Internationals show how they found a job in Groningen.

Once you graduate, there is nothing left to do but to leave Groningen. But some international graduates did otherwise. They stayed and found a job in Groningen. How?

‘The North is screaming for people. You don’t have to go to Amsterdam to pursue a career. There are already loads of interesting companies here and a sick startup culture’, says Marjolein Wiersma, project coordinator at Make it in the North. This platform was created to help international graduates find a job in the provinces of Groningen, Friesland, and Drenthe.

So, it may appear that nothing is happening, but that’s because the ads are in Dutch

Marjolein explains that graduates struggle to find a job because there is a disconnection between recruiters and potential hires.
‘On the one hand, companies can’t find enough highly-skilled talent. On the other hand, most of their job ads are in Dutch. However, these companies all say they’re open to hiring internationals. So, it may appear to lots of internationals that nothing is happening. But that’s because the information needs to be made available in English.’

Things are improving for internationals
To Mariela Cutimbo, Groningen is becoming more international than ever. More than ten years ago, she graduated from Hanze UAS in International Communication.
‘It was a hard process. At the time, The Netherlands was still recovering from the 2008 economic crisis. In the few interviews I had, Dutch seemed to be required, although it wasn’t specified in the ads. It took me two years until I found a job in Groningen. Mariela says that learning Dutch helped her kick-start her career. She ended up finding a job at a multinational corporation.
Newly graduates are luckier nowadays. Pihla Orkoneva, a graduate in Business Administration and Change Management, finished her studies in 20202 with a job in hand.

At LinkedIn, it’s rare to find a job post in English, so the situation doesn’t look great

‘I feel like I have an unfair story compared to other expats. I wasn’t really looking for a job. While I was writing my thesis, I saw a job ad for an IT position in the Expats in Groningen Facebook group. I gave it a try. It turned out to be a perfect fit.’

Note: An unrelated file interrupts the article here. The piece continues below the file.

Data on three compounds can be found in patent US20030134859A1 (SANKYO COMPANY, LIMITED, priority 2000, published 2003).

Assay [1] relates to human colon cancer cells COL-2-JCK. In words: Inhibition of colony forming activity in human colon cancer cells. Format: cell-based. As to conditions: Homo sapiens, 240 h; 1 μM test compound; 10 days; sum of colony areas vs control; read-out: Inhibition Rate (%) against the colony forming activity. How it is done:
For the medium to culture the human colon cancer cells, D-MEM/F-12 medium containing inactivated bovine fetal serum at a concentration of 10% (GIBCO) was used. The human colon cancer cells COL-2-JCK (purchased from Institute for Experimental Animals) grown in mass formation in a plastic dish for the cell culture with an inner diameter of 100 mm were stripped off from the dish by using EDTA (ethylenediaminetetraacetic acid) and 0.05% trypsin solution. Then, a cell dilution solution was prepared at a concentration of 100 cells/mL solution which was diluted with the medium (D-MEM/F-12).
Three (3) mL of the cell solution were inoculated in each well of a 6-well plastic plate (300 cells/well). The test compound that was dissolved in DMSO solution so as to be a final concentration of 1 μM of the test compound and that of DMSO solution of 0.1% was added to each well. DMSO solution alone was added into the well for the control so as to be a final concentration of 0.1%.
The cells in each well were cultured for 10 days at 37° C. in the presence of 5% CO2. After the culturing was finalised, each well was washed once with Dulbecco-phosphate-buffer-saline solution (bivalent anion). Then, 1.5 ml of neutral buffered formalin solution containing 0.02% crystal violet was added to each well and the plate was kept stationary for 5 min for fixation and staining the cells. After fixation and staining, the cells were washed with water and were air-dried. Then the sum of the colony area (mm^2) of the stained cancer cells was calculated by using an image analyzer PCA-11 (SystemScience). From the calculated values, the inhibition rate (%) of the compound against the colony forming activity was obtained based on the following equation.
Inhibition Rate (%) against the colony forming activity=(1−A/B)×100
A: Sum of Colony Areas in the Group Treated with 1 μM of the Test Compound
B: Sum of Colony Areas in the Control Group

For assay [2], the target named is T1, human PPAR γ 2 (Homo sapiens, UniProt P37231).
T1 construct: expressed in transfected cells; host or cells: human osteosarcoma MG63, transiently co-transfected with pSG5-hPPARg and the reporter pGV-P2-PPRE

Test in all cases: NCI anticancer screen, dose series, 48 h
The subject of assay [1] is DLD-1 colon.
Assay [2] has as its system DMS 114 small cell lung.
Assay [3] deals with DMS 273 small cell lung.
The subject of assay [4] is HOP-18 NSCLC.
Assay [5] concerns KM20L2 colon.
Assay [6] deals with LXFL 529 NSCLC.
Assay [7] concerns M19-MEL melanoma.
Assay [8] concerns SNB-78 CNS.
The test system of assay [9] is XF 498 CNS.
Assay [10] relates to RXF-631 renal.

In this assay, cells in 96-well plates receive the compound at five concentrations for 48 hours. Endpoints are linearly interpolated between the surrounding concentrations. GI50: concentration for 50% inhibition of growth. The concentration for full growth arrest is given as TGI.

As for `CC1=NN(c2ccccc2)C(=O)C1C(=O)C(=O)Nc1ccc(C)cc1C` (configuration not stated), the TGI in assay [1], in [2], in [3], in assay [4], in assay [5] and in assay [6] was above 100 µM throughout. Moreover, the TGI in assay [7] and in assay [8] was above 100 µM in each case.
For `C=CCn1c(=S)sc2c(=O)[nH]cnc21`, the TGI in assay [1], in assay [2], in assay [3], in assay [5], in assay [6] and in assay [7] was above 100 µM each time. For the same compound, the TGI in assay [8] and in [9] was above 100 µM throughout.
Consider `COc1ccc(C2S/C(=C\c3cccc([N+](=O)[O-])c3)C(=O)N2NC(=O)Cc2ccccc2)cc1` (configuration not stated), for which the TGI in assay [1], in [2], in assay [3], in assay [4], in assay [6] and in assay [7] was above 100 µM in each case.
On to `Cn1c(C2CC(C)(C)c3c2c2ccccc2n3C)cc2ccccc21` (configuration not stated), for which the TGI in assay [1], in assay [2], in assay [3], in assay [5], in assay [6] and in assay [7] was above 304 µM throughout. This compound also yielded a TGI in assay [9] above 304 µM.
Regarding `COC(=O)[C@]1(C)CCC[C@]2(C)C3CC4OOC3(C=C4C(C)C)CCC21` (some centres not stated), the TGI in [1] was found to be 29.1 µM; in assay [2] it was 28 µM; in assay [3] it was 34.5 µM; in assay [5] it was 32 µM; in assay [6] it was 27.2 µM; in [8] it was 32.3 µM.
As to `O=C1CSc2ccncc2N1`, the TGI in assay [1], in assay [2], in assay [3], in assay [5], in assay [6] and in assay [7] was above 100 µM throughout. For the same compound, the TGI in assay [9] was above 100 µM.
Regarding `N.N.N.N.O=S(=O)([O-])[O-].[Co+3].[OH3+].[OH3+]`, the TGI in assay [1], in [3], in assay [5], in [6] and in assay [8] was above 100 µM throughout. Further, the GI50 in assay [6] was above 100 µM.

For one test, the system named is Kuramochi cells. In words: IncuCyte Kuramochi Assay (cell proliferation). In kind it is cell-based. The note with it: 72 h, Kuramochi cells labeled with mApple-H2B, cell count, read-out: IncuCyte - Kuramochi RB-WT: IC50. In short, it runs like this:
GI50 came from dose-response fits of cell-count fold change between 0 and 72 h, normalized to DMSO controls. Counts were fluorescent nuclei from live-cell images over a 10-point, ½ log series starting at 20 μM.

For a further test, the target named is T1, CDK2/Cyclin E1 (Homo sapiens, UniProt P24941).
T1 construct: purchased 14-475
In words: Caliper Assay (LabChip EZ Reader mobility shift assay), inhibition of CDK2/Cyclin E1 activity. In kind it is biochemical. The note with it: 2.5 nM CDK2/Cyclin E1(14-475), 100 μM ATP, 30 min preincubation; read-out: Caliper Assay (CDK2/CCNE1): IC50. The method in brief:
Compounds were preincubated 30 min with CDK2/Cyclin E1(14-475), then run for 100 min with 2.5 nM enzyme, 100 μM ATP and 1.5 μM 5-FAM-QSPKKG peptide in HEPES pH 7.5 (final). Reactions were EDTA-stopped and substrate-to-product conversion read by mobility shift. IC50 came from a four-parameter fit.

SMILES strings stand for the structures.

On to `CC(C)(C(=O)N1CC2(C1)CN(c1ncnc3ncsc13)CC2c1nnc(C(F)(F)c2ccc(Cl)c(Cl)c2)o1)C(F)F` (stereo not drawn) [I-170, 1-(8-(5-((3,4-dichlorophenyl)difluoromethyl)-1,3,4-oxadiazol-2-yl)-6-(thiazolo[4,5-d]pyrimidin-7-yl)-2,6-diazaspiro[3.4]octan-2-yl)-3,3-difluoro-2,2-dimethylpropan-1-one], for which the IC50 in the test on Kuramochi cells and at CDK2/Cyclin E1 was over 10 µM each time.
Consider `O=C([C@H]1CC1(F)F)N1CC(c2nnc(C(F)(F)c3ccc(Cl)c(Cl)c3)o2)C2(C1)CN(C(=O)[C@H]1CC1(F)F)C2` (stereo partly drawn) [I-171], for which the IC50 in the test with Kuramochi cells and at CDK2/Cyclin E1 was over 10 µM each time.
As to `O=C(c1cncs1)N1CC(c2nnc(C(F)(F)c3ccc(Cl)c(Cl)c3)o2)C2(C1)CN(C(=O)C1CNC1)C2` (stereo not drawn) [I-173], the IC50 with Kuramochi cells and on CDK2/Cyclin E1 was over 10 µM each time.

Pihla says that command of the Dutch language wasn’t necessary for her.
‘But when I look at LinkedIn out of curiosity, it’s rare to read a job post in English, so the situation doesn’t look great.’
Marjolein says the Make it in the North project is striving to solve this by contacting companies and posting job vacancies in English on their website. In addition, they have information about different industries and which companies graduates can get in touch with.

One of the companies listed on the website is tech start-up SG Papertronics. Co-founder Richard Rushby, who finished his studies in 2020, explains that Groningen has many opportunities for entrepreneurs. From staying in touch with regional investors to getting access to facilities.
‘People found a job in Groningen through programs like
VentureLab, where I’ve met coaches and fellow entrepreneurs. Our company is based in the Zernike campus, in a facility partly funded by the city and the university.’
The start-up has already hired three employees, ‘all straight out of university’, Richard says.  

Tips to land a job in the North

1 Start building your network
‘In the Netherlands, it feels like there is an invisible network; and internationals have to go to networking events’,  Marjolein explains.
Mariela says that networking delivers results.
‘During your studies and internships, it’s super important to build contacts in your area of work. In addition to this, when going out, interacting with people that work in your area of interest helps a lot. Volunteering has also helped me!’

2 Get some work experience and take a leap

Richard explains that internationals come to The Netherlands without knowing about the Dutch internship culture.
‘A degree is potential, so doing a six-month internship or a summer job is valuable.’

Marjolein encourages graduates to apply for jobs even when they don’t check all the boxes
‘Certain skills, like Photoshop, you can always learn. Companies care more about finding the right fit for their team.’

3 Start applying early

‘Start looking for a job before you graduate’, Pihla says. ‘Most students will start their search after summer, so you have less competition in March or April.’
In addition, she explains that you can choose to write a thesis that demands less work (for example, by conducting fewer interviews). That gives you time to start working earlier.
‘Be confident. Don’t be picky, and believe in your skills’,she says.

4 Tailor your application and prepare for your interview

‘It’s an immediate rejection if you send the same CV and application letter to every company. Make sure to invest time in tailoring your application’, Marjolein says. 

To Richard, potential hires must show interest in the company they’re applying for.
‘It’s not only about selling yourself. You must show natural interest. This helps us find an honest fit.’
Ask yourself questions, such as Why do you want to work here? and What makes you get up in the morning?’ 

5 Learn from rejections
Finally, if you face rejection, please follow up on that:
‘It’s a good idea to call the recruiter’, says Marjolein, ‘ask for tips on what you can improve on.’